OCTOBER 9, 2023
I will praise You, O Lord, with my whole heart; I will tell of all Your marvelous works. I will be glad and rejoice in You; I will sing praise to Your name, O Most High.
As to why David wrote this psalm and for whom, there is much discussion in rabbinical works. The reason for this diversity of opinion revolves around the phrase seen at the heading of this psalm — “To the Chief Musician. On the Death of the Son.” In Hebrew the last of the phrase is translated from the words, mut (death) l'van (to the son). Some commentators surmise the son in question may have been Absalom, but most conclude that the son referred to is the one born to Bathsheba who died as a seven-day old infant. You will recall this is the child born as a result of David's scandalous and adulterous affair.
Others suggest the word l'van may have another meaning, while remaining connected to the thoughts above. They argue that the Hebrew word l'van should not be translated as “to the son” but as the “to whiten.” The word laban does in fact mean “white” and, therefore, this idea is not to be considered as farfetched. But why would David compose a psalm about being whitened one might ask? That is, in fact, the very thing that connects the two ideas together. In other words, the death of his young son was, in part, a consequence of his sin, meaning that God allowed him to endure a great trial that was engineered to render repentance. God allowed David to go through a great trial, at the end of which, David arose, washed himself and changed his clothes. He realized that God was putting him through the process of repentance and forgiveness. In short, l'van has a double meaning: it was the “death of the son” that caused David to be “whitened.”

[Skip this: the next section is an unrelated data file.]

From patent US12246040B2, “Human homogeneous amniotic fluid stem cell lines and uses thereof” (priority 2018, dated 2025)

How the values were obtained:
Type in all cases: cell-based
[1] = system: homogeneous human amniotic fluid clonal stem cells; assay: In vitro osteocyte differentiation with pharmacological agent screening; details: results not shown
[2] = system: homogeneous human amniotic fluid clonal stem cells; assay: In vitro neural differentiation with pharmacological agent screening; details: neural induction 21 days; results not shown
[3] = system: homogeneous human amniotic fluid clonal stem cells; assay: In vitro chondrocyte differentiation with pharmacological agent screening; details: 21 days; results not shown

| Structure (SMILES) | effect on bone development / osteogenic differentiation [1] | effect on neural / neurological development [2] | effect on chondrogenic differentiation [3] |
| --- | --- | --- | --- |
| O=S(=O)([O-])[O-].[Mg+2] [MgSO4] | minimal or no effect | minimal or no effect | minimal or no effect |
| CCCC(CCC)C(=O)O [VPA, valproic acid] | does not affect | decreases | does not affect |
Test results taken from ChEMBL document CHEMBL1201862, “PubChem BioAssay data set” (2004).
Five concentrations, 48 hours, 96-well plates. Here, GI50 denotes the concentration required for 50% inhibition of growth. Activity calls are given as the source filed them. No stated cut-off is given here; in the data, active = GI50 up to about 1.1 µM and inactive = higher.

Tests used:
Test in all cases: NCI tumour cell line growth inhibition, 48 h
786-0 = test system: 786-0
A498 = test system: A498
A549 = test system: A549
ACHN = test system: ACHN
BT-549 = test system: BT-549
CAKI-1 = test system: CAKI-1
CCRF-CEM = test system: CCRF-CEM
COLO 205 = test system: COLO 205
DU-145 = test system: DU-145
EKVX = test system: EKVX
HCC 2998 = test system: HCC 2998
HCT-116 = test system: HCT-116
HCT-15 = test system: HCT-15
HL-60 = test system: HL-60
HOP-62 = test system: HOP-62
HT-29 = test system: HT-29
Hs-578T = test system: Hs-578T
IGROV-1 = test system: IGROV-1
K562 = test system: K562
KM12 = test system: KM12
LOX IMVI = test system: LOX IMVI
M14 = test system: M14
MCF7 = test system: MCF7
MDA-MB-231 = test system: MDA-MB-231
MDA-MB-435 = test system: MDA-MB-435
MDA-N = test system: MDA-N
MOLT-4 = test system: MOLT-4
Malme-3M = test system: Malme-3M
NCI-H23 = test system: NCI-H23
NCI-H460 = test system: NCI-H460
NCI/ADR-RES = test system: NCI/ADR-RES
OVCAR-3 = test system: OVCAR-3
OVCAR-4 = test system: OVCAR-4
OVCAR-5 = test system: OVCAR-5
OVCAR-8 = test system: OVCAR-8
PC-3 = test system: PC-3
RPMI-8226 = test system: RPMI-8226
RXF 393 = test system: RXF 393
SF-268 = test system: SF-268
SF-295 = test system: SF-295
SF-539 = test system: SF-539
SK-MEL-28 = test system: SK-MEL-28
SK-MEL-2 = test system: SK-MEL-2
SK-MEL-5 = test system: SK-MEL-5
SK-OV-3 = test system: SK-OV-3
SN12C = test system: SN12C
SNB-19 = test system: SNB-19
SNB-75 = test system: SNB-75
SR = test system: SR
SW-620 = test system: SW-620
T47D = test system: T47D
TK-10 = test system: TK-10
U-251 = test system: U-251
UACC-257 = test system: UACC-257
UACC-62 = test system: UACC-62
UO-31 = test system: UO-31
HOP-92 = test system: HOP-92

Instead of being melancholy and composing a dirge, David went before the LORD with song and with adoration saying, “I will praise You, O Lord, with my whole heart; I will tell of all Your marvelous works. I will be glad and rejoice in You; I will sing praise to Your name, O Most High.” How many of us could do this under such circumstances? Admittedly, it is difficult to come out of such a distressing situation and immediately burst forth into praise, and yet, David did so, and in so doing, challenges us to do the same. All of us have grappled with remorse over our failures and grief over our losses, still in spite of those how we feel at the moment, it behooves us to praise Him with our whole heart and sing praise to His Name. That might be just the thing to pull us out of our grief and despair.